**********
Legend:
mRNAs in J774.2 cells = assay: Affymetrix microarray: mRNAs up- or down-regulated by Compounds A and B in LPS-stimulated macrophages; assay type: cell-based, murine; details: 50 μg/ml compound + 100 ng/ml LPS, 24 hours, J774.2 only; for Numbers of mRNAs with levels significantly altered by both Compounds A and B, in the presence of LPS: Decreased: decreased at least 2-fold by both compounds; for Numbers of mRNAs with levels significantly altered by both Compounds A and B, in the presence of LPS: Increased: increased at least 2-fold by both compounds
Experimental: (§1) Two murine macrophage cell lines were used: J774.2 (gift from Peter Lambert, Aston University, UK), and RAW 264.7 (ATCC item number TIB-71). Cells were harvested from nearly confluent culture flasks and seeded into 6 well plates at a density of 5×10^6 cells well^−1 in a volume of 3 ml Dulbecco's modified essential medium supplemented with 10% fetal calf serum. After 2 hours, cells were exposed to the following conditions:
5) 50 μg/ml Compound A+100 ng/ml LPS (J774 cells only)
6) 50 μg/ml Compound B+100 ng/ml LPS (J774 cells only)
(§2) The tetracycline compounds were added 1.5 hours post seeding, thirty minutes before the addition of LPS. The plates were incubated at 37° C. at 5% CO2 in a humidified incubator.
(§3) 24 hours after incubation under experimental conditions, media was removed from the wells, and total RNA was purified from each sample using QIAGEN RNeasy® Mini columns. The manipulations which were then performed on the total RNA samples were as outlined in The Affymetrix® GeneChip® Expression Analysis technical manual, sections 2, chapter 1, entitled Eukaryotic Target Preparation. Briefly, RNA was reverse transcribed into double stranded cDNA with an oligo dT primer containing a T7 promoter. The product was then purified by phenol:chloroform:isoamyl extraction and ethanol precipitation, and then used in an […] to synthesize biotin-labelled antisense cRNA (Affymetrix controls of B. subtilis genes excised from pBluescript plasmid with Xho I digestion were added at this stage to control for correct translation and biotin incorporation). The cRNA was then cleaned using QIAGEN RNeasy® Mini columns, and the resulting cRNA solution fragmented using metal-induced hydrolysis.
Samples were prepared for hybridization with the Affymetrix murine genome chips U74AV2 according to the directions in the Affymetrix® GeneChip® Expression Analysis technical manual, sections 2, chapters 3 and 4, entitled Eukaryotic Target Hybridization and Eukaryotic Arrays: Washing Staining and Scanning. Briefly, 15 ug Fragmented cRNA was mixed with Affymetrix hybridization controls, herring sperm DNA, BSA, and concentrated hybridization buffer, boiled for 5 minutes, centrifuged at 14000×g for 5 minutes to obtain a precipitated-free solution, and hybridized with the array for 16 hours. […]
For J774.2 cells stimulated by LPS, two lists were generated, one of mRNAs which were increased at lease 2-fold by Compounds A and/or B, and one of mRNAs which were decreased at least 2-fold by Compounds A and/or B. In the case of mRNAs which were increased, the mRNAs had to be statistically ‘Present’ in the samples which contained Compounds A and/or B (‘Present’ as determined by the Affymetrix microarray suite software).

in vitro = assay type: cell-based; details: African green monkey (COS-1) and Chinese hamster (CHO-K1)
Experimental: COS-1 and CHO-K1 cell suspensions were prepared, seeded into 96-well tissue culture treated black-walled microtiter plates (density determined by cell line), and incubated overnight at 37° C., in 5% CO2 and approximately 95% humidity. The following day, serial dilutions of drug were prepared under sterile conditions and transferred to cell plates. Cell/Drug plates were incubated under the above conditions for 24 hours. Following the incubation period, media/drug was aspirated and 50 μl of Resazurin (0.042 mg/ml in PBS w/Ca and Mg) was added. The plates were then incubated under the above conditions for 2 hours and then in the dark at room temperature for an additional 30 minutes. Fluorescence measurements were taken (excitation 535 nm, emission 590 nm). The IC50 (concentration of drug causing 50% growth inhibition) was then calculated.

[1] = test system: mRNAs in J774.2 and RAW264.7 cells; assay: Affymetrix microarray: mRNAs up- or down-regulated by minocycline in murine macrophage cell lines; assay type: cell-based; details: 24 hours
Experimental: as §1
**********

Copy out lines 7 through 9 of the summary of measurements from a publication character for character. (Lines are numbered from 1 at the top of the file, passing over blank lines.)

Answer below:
(§3) 24 hours after incubation under experimental conditions, media was removed from the wells, and total RNA was purified from each sample using QIAGEN RNeasy® Mini columns. The manipulations which were then performed on the total RNA samples were as outlined in The Affymetrix® GeneChip® Expression Analysis technical manual, sections 2, chapter 1, entitled Eukaryotic Target Preparation. Briefly, RNA was reverse transcribed into double stranded cDNA with an oligo dT primer containing a T7 promoter. The product was then purified by phenol:chloroform:isoamyl extraction and ethanol precipitation, and then used in an […] to synthesize biotin-labelled antisense cRNA (Affymetrix controls of B. subtilis genes excised from pBluescript plasmid with Xho I digestion were added at this stage to control for correct translation and biotin incorporation). The cRNA was then cleaned using QIAGEN RNeasy® Mini columns, and the resulting cRNA solution fragmented using metal-induced hydrolysis.
Samples were prepared for hybridization with the Affymetrix murine genome chips U74AV2 according to the directions in the Affymetrix® GeneChip® Expression Analysis technical manual, sections 2, chapters 3 and 4, entitled Eukaryotic Target Hybridization and Eukaryotic Arrays: Washing Staining and Scanning. Briefly, 15 ug Fragmented cRNA was mixed with Affymetrix hybridization controls, herring sperm DNA, BSA, and concentrated hybridization buffer, boiled for 5 minutes, centrifuged at 14000×g for 5 minutes to obtain a precipitated-free solution, and hybridized with the array for 16 hours. […]
For J774.2 cells stimulated by LPS, two lists were generated, one of mRNAs which were increased at lease 2-fold by Compounds A and/or B, and one of mRNAs which were decreased at least 2-fold by Compounds A and/or B. In the case of mRNAs which were increased, the mRNAs had to be statistically ‘Present’ in the samples which contained Compounds A and/or B (‘Present’ as determined by the Affymetrix microarray suite software).